A goal from Florida Panthers forward Jonathan Huberdeau was confirmed after the New Jersey Devils challenged for offside.

Huberdeau scored at 4:25 of the second period to give the Panthers a 3-1 lead.  Winger Anthony Duclair sent the puck across the ice but behind Huberdeau as he crossed the blueline. The Panthers forward gathered the puck and fired it past netminder Mackenzie Blackwood.



The Devils challenged the goal. Huberdeau was clearly into the attacking zone ahead of the puck… but that doesn’t necessarily mean he was offside.

A player is allowed to precede the puck into the attacking zone, as Huberdeau did, as long as he has the puck.

A player actually controlling the puck who shall cross the line ahead of the puck shall not be considered “off-side,” provided he had possession and control of the puck prior to his skates crossing the leading edge of the blue line.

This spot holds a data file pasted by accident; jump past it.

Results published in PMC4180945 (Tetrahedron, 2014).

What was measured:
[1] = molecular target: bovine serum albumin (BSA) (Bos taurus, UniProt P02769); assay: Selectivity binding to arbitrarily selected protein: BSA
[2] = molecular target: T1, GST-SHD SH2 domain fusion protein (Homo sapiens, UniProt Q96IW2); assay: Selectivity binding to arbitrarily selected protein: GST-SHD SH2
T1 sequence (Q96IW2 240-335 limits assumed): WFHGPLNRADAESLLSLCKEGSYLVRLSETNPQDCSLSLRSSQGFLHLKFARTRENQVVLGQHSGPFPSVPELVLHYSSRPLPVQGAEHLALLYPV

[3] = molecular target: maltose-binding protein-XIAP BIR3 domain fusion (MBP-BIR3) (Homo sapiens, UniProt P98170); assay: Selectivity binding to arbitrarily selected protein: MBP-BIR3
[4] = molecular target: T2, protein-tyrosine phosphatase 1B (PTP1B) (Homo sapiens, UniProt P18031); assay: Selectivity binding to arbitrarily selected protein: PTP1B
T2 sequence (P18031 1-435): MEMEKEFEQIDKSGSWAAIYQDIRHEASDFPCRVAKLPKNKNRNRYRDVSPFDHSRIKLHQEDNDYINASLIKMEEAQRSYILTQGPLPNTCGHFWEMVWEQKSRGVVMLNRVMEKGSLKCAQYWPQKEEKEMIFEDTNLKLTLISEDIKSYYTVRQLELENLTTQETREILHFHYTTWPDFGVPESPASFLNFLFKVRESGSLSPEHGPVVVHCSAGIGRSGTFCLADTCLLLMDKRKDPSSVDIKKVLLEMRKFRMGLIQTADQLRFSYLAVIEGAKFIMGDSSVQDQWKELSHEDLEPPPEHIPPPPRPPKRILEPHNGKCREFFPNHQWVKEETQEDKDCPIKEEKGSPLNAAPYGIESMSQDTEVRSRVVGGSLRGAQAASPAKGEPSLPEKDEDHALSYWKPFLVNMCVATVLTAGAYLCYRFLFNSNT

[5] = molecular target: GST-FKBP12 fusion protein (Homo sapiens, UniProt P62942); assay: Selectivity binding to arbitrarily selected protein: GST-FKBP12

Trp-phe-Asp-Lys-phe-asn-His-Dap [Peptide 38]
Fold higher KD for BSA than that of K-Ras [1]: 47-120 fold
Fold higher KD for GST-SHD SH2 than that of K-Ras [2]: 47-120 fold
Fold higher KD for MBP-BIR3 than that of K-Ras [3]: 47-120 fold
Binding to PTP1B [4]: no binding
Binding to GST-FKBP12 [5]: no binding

Linesmen Mitch Hunt and James Tobias reviewed the play with the Situation Room.  After review, the league confirmed the call on the ice.

Huberdeau was onside.  The goal would stand.

The rationale behind the ruling comes down to possession and control of the puck.

The NHL rulebook defines both:

Control: The act of propelling the puck with the stick, hand or feet. Control of the puck is not lost when contact with the puck is made by an opponent, the boards or the
net, provided the player in control of the puck continues propelling the puck.

Possession: The last player to physically touch the  puck with his stick or body shall be considered in possession of the puck.

A player can have possession of the puck without control, but he cannot have control of the puck without possession

Huberdeau appeared to make contact with the puck with one skate still on the blue line, granting him possession. Though the puck did not remain on his stick, he did maintain control as he moved deeper into the attacking zone.

Had the puck deflected off his blade and into the corner, he likely would not have been determined to have maintained possession.  Of course, he also likely wouldn’t have scored on the play.


New Jersey killed off the resulting Delay of Game penalty for a failed Coach’s Challenge.  Devils head coach Lindy Ruff fell to 1-3 on challenges this season.

Florida went on to win the game 4-1.

Referees for the game were Wes McCauley and Tom Chmielewski.  Linesmen were James Tobias and Mitch Hunt.